Skulk huffed a protest but said nothing more. He stood up and stretched. Jane followed him, the girl coming over and laying a hand on Redear’s shoulder. He flinched from the touch, dancing to the side and turning to face her. Silently, she stared at him, the tears still standing on her cheeks, her eyes still red from crying, but the weight of her emotions and her gaze captured him and held him. He returned her stare, calming himself slowly. His tail stopped flicking back and forth and he stamped his foreleg once and then fell motionless. Fatigue washed over him again. Slowly, Jane reached out a hand to touch his shoulder, and this time Redear did not shy away from her touch. He snorted once and looked at Velvet.
“We need to leave,” he said, calmly. He looked at Jane. “Unless you want to stay and wait for the other Men to arrive at this village. They could take you someplace safer, away from here, away from the madness that my father has joined, away from the madness of the Boar Clan.”
“No,” she said calmly, patting Redear on the shoulder and stroking his coarse fur, “the fires will attract soldiers. They’ll come and see the massacre below us and they’ll fly into a rage. If the northerners come first, they’ll want to kill anything they can find. If the southerners come first, they’ll burn what remains of the city to the ground and search for survivors afterward. If they find me, they’ll take me as their own. They’ll force themselves on me. They’ll make me do things to them for pleasure and celebration and fun.” She shuddered. “I’ll be safer with you, even with the Wolf Clans hunting us, or the Lion or Leopard Clans.”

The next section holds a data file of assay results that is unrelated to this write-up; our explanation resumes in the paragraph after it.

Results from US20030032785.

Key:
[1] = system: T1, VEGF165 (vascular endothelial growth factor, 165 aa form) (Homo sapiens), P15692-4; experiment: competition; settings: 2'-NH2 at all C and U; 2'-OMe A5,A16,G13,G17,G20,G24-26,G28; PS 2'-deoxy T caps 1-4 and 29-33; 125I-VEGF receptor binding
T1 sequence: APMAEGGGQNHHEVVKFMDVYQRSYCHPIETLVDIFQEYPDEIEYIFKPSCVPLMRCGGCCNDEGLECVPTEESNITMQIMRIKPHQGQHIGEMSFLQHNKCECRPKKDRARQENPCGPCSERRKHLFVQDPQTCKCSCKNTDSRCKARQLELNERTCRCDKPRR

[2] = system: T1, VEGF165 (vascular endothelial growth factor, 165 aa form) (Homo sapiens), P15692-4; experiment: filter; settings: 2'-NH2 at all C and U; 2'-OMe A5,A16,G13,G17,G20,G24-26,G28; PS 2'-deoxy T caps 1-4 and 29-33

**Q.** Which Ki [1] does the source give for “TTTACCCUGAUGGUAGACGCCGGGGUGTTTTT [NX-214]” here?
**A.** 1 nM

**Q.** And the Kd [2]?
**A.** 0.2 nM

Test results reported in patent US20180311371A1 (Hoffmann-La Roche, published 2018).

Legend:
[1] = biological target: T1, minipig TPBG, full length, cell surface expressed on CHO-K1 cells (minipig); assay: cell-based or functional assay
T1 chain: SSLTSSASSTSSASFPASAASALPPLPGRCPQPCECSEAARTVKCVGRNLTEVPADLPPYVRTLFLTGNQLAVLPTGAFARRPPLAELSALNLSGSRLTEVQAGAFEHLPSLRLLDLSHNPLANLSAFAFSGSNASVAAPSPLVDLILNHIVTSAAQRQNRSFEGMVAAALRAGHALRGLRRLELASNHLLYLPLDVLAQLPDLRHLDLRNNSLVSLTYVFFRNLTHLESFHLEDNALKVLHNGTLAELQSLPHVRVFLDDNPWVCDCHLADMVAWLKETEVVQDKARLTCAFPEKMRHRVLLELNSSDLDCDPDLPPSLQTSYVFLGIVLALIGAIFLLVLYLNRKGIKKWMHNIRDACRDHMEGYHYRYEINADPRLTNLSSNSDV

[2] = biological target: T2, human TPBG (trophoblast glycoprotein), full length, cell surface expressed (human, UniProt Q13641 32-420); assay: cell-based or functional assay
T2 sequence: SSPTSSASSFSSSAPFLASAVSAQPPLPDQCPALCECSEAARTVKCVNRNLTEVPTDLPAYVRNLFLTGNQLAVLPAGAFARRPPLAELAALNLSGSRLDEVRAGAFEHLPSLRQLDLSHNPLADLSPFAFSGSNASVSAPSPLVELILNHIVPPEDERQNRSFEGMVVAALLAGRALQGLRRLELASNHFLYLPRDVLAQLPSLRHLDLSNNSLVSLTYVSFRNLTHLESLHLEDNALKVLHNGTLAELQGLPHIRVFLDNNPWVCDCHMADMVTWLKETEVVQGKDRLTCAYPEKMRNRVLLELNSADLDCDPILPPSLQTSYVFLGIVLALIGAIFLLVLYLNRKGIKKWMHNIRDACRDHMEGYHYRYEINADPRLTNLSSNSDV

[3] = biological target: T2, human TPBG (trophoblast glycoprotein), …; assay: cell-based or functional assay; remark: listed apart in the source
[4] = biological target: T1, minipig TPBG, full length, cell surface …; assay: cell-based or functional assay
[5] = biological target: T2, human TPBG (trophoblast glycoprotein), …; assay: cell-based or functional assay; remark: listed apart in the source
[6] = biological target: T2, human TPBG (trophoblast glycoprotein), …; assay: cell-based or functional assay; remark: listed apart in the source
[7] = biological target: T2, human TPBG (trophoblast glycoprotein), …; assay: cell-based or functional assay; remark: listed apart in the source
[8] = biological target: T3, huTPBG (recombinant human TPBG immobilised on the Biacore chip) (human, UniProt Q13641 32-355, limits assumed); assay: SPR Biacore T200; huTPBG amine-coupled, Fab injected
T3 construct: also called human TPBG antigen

“Are you sure? You don’t want to be with your own kind?” Redear seemed confused.
“I know you don’t understand, Redear of the Red Deer Tribe of the Elk Clan,” she said, using his full name for the first time. Patting him softly again, she repeated, “Redear of Redear’s herd of the Red Deer Tribe of the Elk Clan.” Smiling at him, Redear suddenly felt embarrassed. He had never seen her smile before, and it took him aback for a moment.
Skulk slipped away into the underbrush. Redear paid him little mind while he struggled to find the words to say back to Jane. He opened his mouth several times only to close it again. Looking to Velvet for support or assistance, she only stared back at him, bowing her head as if to urge him on.
“Thank you, Jane,” he said, unable to put any of the emotions that clogged his mind into any better words. “Travel with me, and I will protect you, as if you were one of my herd. You are one of my herd.” He said the last more to remind himself than to reassure her.
“Someone comes,” Skulk said, emerging from the underbrush quickly. He bounded into the scene, looking up at Redear first but then turning to Jane. “Hide. You do not want to be seen.”
“None of us want to be seen,” Redear said. Velvet crouched down beside Jane as the girl ducked as quietly as she could behind the fallen tree. Skulk went to her side, panting as he wrapped his tail around his feet. Redear moved behind a handful of saplings, hoping that their broad, green leaves would hide him in the murk of the forest.